But mostly I wish you could see the smile on my face and hear the song in my heart.  Daniel has been saved from chemotherapy.  I could NOT be happier.



  1. A Friend December 27, 2014

    “But I just don’t think there is such a thing as a lymph gland in a cheek. So how can there be a lymphoma there?”

    You can have lymphoma outside of your lymph nodes. SPTCL generally doesn’t involve lymph nodes at all (in fact, that would steer doctors away from making the diagnosis).

    There is a lot of overlap between SPTCL and other rare lymphomas of the skin. There is (unfortunately) even greater overlap between SPTCL and benign autoimmune diseases, which some believe can lead to the development of SPTCL in a subset of people.

    It can be excruciatingly difficult for a diagnostician to draw the line between SPTCL and autoimmune disease. Doctors generally work as a team in trying to determine the best course of action for each patient based on how the patient is faring and on what the biopsy is showing. Therapy should not be a knee-jerk response to any tissue diagnosis provided. This disease is generally considered to be indolent and not every patient receives the same therapy.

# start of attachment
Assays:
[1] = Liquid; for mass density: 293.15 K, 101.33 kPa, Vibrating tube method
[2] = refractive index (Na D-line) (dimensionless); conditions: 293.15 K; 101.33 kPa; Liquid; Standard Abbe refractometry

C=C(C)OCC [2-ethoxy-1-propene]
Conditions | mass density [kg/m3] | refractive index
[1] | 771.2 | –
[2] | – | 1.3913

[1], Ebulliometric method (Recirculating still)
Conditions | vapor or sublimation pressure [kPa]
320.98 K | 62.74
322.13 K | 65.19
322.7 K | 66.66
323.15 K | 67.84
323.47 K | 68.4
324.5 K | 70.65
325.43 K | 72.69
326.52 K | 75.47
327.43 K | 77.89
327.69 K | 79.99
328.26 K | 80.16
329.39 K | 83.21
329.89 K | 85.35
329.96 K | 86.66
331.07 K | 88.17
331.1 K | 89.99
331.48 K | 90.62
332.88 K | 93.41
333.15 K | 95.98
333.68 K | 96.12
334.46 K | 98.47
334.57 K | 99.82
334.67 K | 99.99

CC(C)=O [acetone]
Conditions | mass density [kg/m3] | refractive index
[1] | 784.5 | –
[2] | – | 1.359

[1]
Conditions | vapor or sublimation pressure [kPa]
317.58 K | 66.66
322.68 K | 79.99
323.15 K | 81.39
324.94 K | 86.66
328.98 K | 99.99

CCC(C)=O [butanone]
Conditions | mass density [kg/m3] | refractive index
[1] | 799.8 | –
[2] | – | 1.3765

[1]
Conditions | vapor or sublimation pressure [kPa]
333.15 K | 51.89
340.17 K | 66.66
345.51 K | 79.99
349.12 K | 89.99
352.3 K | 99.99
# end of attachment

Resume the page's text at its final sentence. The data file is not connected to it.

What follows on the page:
Researchers are still trying to determine where and how to draw the line diagnostically so as to avoid frightening and overtreating people who do not have an aggressive disease while making sure not to miss a diagnosis of lymphoma in a patient who has a high risk of disease progression. There are several clues that can help doctors make this diagnostic distinction, and the experts generally have the benefit of studying your case in retrospect, but there is yet to be a gold standard for the diagnosis of SPTCL.

  2. Trisha Torrey December 28, 2014

    Dear “A Friend” – I had to give thought whether to make your response public because generally I don’t post publicly any comments that do not have a real name attached to them.

    But your explanation seems quite plausible, and knowing that it might help others look into their diagnoses more carefully, I decided it should be public.

    I wish you had made yourself known so I could thank you…

    To others who find this, please don’t take it as gospel. Instead, please use it to have a conversation with any doctor who raises the spectre of any sort of rare lymphoma with you.

Trisha Torrey